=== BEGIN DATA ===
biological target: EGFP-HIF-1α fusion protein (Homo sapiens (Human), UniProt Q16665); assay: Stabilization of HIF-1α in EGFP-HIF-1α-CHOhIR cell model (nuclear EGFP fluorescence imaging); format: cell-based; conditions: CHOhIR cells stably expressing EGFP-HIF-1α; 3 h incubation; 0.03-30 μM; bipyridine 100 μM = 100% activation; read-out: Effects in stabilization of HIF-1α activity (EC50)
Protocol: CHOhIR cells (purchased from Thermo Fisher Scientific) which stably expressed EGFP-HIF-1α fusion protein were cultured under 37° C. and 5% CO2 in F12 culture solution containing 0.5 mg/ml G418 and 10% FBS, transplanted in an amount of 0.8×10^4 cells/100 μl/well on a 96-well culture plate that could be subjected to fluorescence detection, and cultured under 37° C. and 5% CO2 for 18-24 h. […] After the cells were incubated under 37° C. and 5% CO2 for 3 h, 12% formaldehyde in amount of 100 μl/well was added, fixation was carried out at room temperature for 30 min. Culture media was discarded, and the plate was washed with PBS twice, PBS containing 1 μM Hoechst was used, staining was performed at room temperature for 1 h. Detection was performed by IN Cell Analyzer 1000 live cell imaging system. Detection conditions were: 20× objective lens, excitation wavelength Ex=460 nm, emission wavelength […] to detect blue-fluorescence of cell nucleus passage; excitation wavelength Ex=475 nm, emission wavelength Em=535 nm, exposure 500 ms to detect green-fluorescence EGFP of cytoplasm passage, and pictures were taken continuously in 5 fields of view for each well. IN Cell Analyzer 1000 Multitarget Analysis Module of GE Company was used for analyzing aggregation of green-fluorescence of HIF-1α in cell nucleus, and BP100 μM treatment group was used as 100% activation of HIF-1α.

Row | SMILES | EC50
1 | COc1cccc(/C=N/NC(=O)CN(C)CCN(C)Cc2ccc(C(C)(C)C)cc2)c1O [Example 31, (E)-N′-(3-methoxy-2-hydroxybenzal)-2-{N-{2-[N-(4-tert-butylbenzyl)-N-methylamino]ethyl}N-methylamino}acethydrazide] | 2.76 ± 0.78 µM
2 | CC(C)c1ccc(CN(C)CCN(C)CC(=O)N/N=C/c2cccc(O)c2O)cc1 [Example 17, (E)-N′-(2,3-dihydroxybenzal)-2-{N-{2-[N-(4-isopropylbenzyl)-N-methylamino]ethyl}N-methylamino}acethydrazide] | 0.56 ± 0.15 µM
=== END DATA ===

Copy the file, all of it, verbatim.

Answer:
biological target: EGFP-HIF-1α fusion protein (Homo sapiens (Human), UniProt Q16665); assay: Stabilization of HIF-1α in EGFP-HIF-1α-CHOhIR cell model (nuclear EGFP fluorescence imaging); format: cell-based; conditions: CHOhIR cells stably expressing EGFP-HIF-1α; 3 h incubation; 0.03-30 μM; bipyridine 100 μM = 100% activation; read-out: Effects in stabilization of HIF-1α activity (EC50)
Protocol: CHOhIR cells (purchased from Thermo Fisher Scientific) which stably expressed EGFP-HIF-1α fusion protein were cultured under 37° C. and 5% CO2 in F12 culture solution containing 0.5 mg/ml G418 and 10% FBS, transplanted in an amount of 0.8×10^4 cells/100 μl/well on a 96-well culture plate that could be subjected to fluorescence detection, and cultured under 37° C. and 5% CO2 for 18-24 h. […] After the cells were incubated under 37° C. and 5% CO2 for 3 h, 12% formaldehyde in amount of 100 μl/well was added, fixation was carried out at room temperature for 30 min. Culture media was discarded, and the plate was washed with PBS twice, PBS containing 1 μM Hoechst was used, staining was performed at room temperature for 1 h. Detection was performed by IN Cell Analyzer 1000 live cell imaging system. Detection conditions were: 20× objective lens, excitation wavelength Ex=460 nm, emission wavelength […] to detect blue-fluorescence of cell nucleus passage; excitation wavelength Ex=475 nm, emission wavelength Em=535 nm, exposure 500 ms to detect green-fluorescence EGFP of cytoplasm passage, and pictures were taken continuously in 5 fields of view for each well. IN Cell Analyzer 1000 Multitarget Analysis Module of GE Company was used for analyzing aggregation of green-fluorescence of HIF-1α in cell nucleus, and BP100 μM treatment group was used as 100% activation of HIF-1α.

Row | SMILES | EC50
1 | COc1cccc(/C=N/NC(=O)CN(C)CCN(C)Cc2ccc(C(C)(C)C)cc2)c1O [Example 31, (E)-N′-(3-methoxy-2-hydroxybenzal)-2-{N-{2-[N-(4-tert-butylbenzyl)-N-methylamino]ethyl}N-methylamino}acethydrazide] | 2.76 ± 0.78 µM
2 | CC(C)c1ccc(CN(C)CCN(C)CC(=O)N/N=C/c2cccc(O)c2O)cc1 [Example 17, (E)-N′-(2,3-dihydroxybenzal)-2-{N-{2-[N-(4-isopropylbenzyl)-N-methylamino]ethyl}N-methylamino}acethydrazide] | 0.56 ± 0.15 µM